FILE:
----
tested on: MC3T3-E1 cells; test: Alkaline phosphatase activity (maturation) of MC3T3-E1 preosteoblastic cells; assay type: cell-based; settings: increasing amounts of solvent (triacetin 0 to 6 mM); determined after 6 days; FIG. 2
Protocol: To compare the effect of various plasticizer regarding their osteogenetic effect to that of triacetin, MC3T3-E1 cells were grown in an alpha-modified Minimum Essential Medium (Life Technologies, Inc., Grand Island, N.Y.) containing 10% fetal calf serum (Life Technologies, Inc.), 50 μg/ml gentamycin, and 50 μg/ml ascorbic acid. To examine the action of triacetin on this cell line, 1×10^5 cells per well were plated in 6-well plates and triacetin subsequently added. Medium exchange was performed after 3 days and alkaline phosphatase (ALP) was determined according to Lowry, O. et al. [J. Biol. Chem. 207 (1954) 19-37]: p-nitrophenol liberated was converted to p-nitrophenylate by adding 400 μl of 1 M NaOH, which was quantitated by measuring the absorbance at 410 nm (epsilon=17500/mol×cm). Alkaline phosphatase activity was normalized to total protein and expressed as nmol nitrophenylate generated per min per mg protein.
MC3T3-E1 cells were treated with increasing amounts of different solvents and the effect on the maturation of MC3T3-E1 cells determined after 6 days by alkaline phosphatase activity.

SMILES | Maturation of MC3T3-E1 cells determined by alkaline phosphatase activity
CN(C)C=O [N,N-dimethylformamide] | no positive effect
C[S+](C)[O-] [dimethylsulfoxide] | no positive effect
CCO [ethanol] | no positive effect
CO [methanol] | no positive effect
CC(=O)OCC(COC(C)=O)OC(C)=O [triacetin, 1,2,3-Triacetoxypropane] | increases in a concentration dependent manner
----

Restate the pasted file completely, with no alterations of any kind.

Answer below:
tested on: MC3T3-E1 cells; test: Alkaline phosphatase activity (maturation) of MC3T3-E1 preosteoblastic cells; assay type: cell-based; settings: increasing amounts of solvent (triacetin 0 to 6 mM); determined after 6 days; FIG. 2
Protocol: To compare the effect of various plasticizer regarding their osteogenetic effect to that of triacetin, MC3T3-E1 cells were grown in an alpha-modified Minimum Essential Medium (Life Technologies, Inc., Grand Island, N.Y.) containing 10% fetal calf serum (Life Technologies, Inc.), 50 μg/ml gentamycin, and 50 μg/ml ascorbic acid. To examine the action of triacetin on this cell line, 1×10^5 cells per well were plated in 6-well plates and triacetin subsequently added. Medium exchange was performed after 3 days and alkaline phosphatase (ALP) was determined according to Lowry, O. et al. [J. Biol. Chem. 207 (1954) 19-37]: p-nitrophenol liberated was converted to p-nitrophenylate by adding 400 μl of 1 M NaOH, which was quantitated by measuring the absorbance at 410 nm (epsilon=17500/mol×cm). Alkaline phosphatase activity was normalized to total protein and expressed as nmol nitrophenylate generated per min per mg protein.
MC3T3-E1 cells were treated with increasing amounts of different solvents and the effect on the maturation of MC3T3-E1 cells determined after 6 days by alkaline phosphatase activity.

SMILES | Maturation of MC3T3-E1 cells determined by alkaline phosphatase activity
CN(C)C=O [N,N-dimethylformamide] | no positive effect
C[S+](C)[O-] [dimethylsulfoxide] | no positive effect
CCO [ethanol] | no positive effect
CO [methanol] | no positive effect
CC(=O)OCC(COC(C)=O)OC(C)=O [triacetin, 1,2,3-Triacetoxypropane] | increases in a concentration dependent manner